Despite a strong tradition of voluntary philanthropy, India has a law to enforce philanthropy by companies. What, in your view, are the faults in the design?
The CSR law is fundamentally flawed. The concept is controversial, and experts do not even agree on how to define it, but both critics and enthusiasts agree that CSR is voluntary by its nature. Because CSR is voluntary, it precludes a legislative agenda by definition.
Mandatory CSR is inherently contradictory. CSR is an aspirational exercise, and it is not feasible to legislate aspirations. Laws only set minimum standards. For example, law can mandate expenditure on education, but it cannot mandate companies build “excellent schools.” If CSR expenditure is no longer voluntary and becomes mandatory, it is no longer CSR — it is just a tax. This is a hidden way to increase corporate taxes. Given the need for economic growth and economic liberalisation, it is unlikely the Indian polity desires an increase in corporate taxes. The corporate tax rate in India is already very high by international standards. Increasing taxes certainly will not help to make Indian firms more globally competitive nor attract more foreign investment into India and is not conducive to economic development.
What India needs is not just economic development, but inclusive development. Even to the extent that the CSR law has resulted in a real increase in socially beneficial expenditures, the spending has not gone to democratically determined priorities, but rather to whatever the companies prefer to emphasise. The CSR law works like a centralised tax with decentralised expenditures undertaken by private (unelected) parties according to their own priorities. This is clearly contrary to the fundamental logic of democratic governance. It is in effect taxation without representation.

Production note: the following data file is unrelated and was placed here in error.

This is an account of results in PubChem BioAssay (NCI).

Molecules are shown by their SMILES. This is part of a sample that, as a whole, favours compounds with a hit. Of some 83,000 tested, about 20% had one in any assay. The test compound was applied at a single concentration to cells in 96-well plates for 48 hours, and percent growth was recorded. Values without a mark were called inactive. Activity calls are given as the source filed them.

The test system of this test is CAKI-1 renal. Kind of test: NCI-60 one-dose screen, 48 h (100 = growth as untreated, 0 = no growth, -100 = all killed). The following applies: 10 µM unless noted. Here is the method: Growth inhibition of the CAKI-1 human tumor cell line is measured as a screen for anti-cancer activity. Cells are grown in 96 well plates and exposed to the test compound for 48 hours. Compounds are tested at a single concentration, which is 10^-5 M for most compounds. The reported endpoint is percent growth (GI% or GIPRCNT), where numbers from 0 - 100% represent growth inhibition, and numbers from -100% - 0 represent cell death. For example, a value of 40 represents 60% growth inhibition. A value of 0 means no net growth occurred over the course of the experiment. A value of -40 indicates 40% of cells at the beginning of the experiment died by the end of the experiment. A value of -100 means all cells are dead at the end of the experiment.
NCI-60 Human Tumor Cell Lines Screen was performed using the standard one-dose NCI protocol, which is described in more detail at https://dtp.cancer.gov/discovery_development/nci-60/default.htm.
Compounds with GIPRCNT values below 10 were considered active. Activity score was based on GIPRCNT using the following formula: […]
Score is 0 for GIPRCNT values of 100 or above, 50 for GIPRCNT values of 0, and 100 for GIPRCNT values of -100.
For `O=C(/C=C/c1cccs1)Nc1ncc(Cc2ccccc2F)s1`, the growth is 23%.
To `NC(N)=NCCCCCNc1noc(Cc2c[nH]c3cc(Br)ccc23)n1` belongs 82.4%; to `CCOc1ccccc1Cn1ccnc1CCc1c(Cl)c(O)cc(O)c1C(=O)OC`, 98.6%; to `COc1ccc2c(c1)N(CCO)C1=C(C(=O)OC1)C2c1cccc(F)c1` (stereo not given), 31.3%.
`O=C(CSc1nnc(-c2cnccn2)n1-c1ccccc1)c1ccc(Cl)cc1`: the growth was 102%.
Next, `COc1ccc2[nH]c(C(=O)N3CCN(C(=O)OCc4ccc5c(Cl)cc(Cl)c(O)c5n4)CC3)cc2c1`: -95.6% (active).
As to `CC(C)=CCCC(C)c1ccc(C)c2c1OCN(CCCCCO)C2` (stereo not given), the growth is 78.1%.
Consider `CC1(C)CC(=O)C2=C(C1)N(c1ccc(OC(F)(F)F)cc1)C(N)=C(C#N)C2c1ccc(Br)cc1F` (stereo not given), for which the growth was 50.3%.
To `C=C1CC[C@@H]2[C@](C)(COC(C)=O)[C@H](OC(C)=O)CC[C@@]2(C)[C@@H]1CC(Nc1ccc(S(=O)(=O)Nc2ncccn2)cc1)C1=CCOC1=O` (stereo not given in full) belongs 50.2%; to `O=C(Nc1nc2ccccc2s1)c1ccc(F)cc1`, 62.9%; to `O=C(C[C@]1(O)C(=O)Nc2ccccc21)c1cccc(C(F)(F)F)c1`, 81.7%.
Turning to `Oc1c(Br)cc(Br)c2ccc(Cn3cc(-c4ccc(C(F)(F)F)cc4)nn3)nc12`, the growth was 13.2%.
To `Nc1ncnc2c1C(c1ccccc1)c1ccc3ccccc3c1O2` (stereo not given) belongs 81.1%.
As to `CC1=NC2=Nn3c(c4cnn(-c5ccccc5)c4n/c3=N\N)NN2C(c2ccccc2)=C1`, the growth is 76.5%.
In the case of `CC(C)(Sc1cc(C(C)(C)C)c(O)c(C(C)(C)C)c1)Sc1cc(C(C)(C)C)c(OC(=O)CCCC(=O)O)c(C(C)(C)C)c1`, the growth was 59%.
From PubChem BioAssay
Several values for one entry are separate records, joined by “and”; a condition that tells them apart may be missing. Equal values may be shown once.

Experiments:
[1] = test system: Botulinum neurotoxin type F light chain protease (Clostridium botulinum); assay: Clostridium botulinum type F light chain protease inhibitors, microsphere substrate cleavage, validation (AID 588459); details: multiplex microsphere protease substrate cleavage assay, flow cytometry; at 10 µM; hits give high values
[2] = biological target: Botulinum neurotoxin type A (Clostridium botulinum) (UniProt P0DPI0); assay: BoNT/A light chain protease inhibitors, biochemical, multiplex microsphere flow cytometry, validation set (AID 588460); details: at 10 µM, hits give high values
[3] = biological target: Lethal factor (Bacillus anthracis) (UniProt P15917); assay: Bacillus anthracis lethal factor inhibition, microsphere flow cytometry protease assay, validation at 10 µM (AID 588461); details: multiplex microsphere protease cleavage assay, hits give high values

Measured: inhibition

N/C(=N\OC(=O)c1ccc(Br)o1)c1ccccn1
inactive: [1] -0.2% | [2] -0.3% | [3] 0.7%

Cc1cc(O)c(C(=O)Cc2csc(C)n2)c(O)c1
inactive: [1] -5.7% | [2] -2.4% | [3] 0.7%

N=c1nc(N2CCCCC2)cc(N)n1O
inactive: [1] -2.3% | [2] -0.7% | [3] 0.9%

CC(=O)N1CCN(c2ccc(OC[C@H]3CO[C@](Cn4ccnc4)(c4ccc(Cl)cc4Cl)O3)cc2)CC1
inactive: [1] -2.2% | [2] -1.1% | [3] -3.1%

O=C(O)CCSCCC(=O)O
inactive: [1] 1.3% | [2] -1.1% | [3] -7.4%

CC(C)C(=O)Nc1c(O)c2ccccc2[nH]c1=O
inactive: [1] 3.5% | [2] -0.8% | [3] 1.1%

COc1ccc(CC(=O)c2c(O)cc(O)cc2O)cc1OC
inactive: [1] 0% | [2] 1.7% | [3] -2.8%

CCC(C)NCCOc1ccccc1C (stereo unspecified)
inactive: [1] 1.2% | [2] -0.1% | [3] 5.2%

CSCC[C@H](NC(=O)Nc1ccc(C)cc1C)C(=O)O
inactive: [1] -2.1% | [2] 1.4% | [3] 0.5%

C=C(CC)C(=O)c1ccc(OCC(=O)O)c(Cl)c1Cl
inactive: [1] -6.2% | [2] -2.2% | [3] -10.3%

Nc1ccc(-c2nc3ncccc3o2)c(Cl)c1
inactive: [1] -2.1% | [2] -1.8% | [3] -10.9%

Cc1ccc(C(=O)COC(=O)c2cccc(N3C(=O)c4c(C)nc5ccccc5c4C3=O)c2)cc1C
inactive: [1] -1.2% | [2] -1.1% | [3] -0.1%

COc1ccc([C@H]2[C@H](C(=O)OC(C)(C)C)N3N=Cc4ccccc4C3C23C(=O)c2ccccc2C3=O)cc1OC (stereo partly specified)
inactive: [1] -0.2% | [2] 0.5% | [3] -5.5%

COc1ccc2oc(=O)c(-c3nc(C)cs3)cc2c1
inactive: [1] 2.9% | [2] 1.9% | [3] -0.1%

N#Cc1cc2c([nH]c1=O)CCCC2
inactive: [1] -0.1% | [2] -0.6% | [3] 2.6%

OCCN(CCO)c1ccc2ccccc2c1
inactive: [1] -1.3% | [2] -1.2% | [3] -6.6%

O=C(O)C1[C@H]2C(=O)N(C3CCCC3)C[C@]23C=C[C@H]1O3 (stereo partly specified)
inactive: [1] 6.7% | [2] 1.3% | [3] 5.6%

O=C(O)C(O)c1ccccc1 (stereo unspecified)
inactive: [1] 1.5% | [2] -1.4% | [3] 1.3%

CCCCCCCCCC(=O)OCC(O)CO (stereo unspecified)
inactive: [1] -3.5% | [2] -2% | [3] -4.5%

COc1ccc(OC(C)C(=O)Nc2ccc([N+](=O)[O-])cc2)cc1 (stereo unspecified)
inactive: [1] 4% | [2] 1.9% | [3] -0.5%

It is the government’s responsibility to determine high-priority needs of society and target public expenditures in these areas to achieve the nation’s goal of inclusive economic development. With the CSR law, the government has abdicated one of its primary functions and responsibilities.
Inequality in India, which was already high, has increased even more. The CSR law does not go far enough in reducing inequality and helping the disadvantaged. Inequality in India has several dimensions; an important one is geographic inequality. Some parts of India enjoy significantly higher levels of industrial development and per capita income than other parts. It is the responsibility of the central government to help achieve a geographically more egalitarian society. Perversely the CSR law helps entrench the current geographic inequality in development. A few states that are more industrialised account for a disproportionate share of all CSR spending.
This, of course, reflects the inclinations, interests, and priorities of the business sector.
Without appropriate enforcement, and without an emphasis on accountability of results achieved (not funds spent), it is very unlikely that the CSR law will result in real effectiveness. But it does give the illusion of progress. This is “greenwashing” on a national scale.